What do Republican voters think of Biden’s $1.9 trillion COVID-19 relief bill? Their views may surprise you
House Minority Leader Kevin McCarthy has called the relief package ‘too costly, too corrupt and too liberal’
President Biden’s $1.9 trillion COVID-19 relief bill is unlikely to draw any Republican support in Congress. But a majority of Americans — including many registered GOP members — endorse passing the expansive package as soon as possible rather than seeking a slimmed-down compromise, polling suggests.
Some 62% of likely voters polled by Vox and Data for Progress, a left-leaning think tank, said the notion of passing a $1.9 trillion relief bill ASAP to fund vaccinations, $1,400 direct payments to most Americans, expanded unemployment benefits and a higher minimum wage aligned most closely with their view. They included 80% of Democrats, 56% of independents and 47% of Republicans.
Asked what was more important to them, more than eight in 10 likely voters (88% of Democrats, 83% of independents and 77% of Republicans) said “getting Americans the help they need” was more important to them than “passing a bipartisan package.”
The poll of 1,527 people was conducted between Feb. 19 and Feb. 22, prior to the Senate parliamentarian’s ruling last week that a $15 federal minimum wage provision did not pass muster as part of the budget-reconciliation process. Democrats are using that process to avert a Senate filibuster by Republicans and pass the bill with a simple majority.
The results came on the heels of a separate Morning Consult poll that found 77% of voters — including 59% of Republicans — said they would support the $1.9 trillion package when it wasn’t described as a Democrat-led plan. When the question wording linked the package to Democrats, the share in favor fell slightly to 71% overall, and 53% among Republicans.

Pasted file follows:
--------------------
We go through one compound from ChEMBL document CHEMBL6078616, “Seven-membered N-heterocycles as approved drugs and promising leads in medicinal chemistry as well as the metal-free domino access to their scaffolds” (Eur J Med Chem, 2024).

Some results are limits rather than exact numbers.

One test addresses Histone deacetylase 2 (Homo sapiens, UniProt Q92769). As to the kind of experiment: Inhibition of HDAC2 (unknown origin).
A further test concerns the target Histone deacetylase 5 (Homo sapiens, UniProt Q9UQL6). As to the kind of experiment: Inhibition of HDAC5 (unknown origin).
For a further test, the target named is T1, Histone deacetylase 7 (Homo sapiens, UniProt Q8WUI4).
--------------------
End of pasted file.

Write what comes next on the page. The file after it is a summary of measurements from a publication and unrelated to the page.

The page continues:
“The distinction mattered little” to respondents’ level of support, wrote the report’s authors; half the respondents were shown each option. The overall poll of 1,992 registered voters was conducted Feb. 26 to March 1.
Republicans have argued that Biden’s relief package is too broad and too expensive. House Minority Leader Kevin McCarthy, a California Republican, has called it “too costly, too corrupt and too liberal.”
“Whenever their long-time liberal dreams came into conflict with what Americans actually need right now, Democrats decided their ideology should win out,” Senate Minority Leader Mitch McConnell said this week.
Despite the lack of Republican support in Congress, the White House has cited polls showing bipartisan backing of the legislation.
The Senate will soon begin debate on the bill, which the Democratic-controlled House passed last weekend without any Republican votes. Democratic senators are aiming to pass the legislation before March 14, when several pandemic-related unemployment programs are slated to expire.
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